John was deeply aware that Jesus died, not only for the sins of Israel, but for the sins of non-Jews as well. He reminds us that Jesus died “not only for the people [of Israel], but so that He might also gather into one the children of God who have been scattered [abroad]” (literal). God’s goal is to gather believing Jews and Gentiles into one, new, harmonious, spiritual family.

In other words, God draws people together for an entirely different reason than the world does. He draws His children together based not on who they reject but who they love. Paul instructed the believers in Ephesus to be “eager to preserve the unity of the Spirit in the bond of peace” (Eph 4:3), and then he reminded them of the foundational truths that bound them together. He said,
“There is one body and one Spirit, just as also you were called in one hope of your calling; one Lord, one faith, one baptism, one God and Father of all who is over all and though all and in all” (Eph 4:4-6).

To the believers in Corinth he said,
“For by one Spirit we were all baptized into one body, whether Jews or Greeks, whether slaves or free, and we were all made to drink of one Spirit” (1Co 12:13).

It’s the fact that we all love Jesus that draws us together, and it’s the new heart that He gives us that keeps us together. Selfless love, trusting surrender and humble cooperation allow us to be loyal to people who think differently than we do, who do things differently than we do and who come from different backgrounds than we do. What we have in common is so much greater than our differences.

A prophetic community
These are dangerous times. Everyone can feel it, believers and unbelievers alike. People are pulling apart over their differences and uniting around their shared anger. If that trend continues unchecked it can tear our society apart. That’s why what we do as believers matters so much right now. If you or I allow ourselves to be drawn in to the anger that’s swirling around us, it will inevitably sour our spirit too. We will become part of the problem rather than part of God’s solution. In the midst of all the confusion the world needs to see what God’s love looks like, not just listen to us talk about it. They need to see people who are very different from each other come together and stay together. They need to watch people who offend each other, forgive each other and be patient with each other. They need to watch strong-minded, independent people choose to submit to one another and work harmoniously together. They need to see people who pray for one another, rather than criticize one another. They need to see a community of people that gathers because of who they love, not who they oppose. And being such a community is much easier said than done. It requires each of us to die to our selfishness, rebelliousness and independence, and daily choose selfless love, trusting surrender and humble cooperation. But when we choose to live like that, and we can, we become a prophetic community that lets the world watch a little bit of heaven on earth. And as people grow weary of the bitterness and anger that’s all around them they will be looking for people with a different spirit, and many will come and seek shelter among us.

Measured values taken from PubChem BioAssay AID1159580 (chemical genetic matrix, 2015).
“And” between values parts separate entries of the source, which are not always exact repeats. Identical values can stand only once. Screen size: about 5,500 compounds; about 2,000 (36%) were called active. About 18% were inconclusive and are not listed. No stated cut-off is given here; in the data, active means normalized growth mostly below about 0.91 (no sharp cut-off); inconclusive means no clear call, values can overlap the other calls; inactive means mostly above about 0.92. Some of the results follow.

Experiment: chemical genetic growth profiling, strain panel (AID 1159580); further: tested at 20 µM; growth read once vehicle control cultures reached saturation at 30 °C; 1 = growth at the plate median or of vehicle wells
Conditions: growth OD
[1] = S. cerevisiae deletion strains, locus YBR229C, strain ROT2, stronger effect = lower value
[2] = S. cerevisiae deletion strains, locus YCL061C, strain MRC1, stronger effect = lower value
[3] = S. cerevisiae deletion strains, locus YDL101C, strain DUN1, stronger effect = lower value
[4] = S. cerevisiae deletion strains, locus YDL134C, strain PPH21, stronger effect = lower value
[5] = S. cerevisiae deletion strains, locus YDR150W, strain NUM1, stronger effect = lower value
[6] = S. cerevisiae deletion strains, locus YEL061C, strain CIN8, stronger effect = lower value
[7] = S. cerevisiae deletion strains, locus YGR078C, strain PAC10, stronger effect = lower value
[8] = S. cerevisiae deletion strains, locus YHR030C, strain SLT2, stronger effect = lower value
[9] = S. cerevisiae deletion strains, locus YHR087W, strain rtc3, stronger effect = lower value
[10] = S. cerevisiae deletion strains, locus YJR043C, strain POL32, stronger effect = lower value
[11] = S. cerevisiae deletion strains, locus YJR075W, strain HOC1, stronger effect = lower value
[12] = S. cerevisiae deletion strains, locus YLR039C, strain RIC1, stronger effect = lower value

These are dangerous times, but the very forces that make this season so dangerous also ripen the harvest. Already people around us are longing for something different. All this anger is frightening. What they long for, whether they know it yet or not, is for Jesus, who’s waiting “to gather into one the children of God who are scattered abroad.” Our assignment is to let them see His love among us and then welcome with open arms those who join us.

1) Have you ever seen a group of people who really loved each other? Who was it? What was different about them?
2) Describe a time when someone offended you, but the two of you talked through it and came out as friends. What did that experience teach you?